Friday, November 12, 2010

The taste you don't understand

I went to a concert, a very well attended contemporary music concert.  It was a last-minute thing and I didn't quite know the program nor what to expect, and I went for a pleasant surprise.   In a typical New York city new music concert fashion, the audience included many colleagues and friends.

The concert, which was in the style of semi-written, semi-improvised form, had its good moments, and also I thought, not so good moments.  It wasn't bad, but not extraordinary in my opinion.   However, my company, who are good friends of mine--and we do share good deal of similar tastes in music--were absolutely raving about it as if it was one of the best things they have heard.  Then I realized, this particular company I had, are from an older generation, sharing different taste and history which I didn't belong to.

I do realize that I come from a classical background, growing up with Western classical music in isolated Japan.  I was quite sheltered in an "ivory tower" of elite classical conservatories for a long time.  At present, I do a lot of contemporary music, I do compose myself and consider myself quite open to all kinds of sounds and music.   But this particular concert, and the audience who seemed to have shared the same language and values, I did not understand.  I didn't understand their taste.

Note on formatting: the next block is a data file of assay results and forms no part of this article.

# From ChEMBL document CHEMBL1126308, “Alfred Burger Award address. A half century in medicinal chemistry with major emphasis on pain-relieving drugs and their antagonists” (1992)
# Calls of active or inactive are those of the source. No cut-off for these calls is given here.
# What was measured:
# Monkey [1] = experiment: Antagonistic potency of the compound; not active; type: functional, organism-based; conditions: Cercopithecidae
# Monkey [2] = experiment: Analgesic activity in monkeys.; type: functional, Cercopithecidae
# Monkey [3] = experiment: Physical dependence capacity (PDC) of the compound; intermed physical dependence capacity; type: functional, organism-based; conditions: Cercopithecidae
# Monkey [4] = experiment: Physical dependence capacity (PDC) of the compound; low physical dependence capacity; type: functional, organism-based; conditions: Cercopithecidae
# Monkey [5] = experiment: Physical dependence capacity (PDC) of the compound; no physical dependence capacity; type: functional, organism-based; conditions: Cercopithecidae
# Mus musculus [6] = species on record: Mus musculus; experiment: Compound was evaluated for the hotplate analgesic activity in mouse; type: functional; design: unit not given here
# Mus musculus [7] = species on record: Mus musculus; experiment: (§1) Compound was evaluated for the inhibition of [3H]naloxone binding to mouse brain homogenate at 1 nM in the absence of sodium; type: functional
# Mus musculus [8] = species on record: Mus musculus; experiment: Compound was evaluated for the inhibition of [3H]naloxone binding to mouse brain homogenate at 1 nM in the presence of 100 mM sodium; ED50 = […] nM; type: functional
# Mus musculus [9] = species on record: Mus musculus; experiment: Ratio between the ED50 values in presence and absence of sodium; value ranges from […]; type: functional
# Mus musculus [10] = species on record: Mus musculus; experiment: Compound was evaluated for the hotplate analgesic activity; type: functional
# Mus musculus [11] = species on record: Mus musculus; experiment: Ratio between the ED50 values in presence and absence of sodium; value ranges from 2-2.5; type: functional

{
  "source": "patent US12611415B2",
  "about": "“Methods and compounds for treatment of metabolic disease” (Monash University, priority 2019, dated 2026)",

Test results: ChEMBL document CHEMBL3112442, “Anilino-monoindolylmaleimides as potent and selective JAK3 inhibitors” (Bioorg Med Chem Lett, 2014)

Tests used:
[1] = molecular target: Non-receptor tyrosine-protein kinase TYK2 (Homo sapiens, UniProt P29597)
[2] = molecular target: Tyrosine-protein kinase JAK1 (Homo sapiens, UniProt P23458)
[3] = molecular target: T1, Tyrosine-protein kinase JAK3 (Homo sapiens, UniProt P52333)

I thought about it quite a bit, since I am very curious when I don't understand something.   Then I thought about food.  There is a food I couldn't eat as a youngster--namely Japanese "Natto", rotten or fermented beans.  To a first timer, it simply stinks and some might even think it's gross.  I thought so when I was a pre-teen.  Then one day, I tried it and became very fond of it.  It was an "acquired" taste for me.   Is it possible that what I heard at this concert could be my "Natto"?   It very well maybe.

But then, once I become "used" to the taste, do I forget the part that was revolting or unpleasing?   Suppose I get "used to" the kind of music I heard, and start to understanding it; would I then disassociate from the taste of people who don't find it interesting?   I somehow like to remember that I used to hate the smell of Natto, and now I can eat it or even like it.   I don't think I can find it revolting again.   However, as an artist, I would also like to remember my present and past tastes, and if possible, go in and out of the time past and present, in taste.

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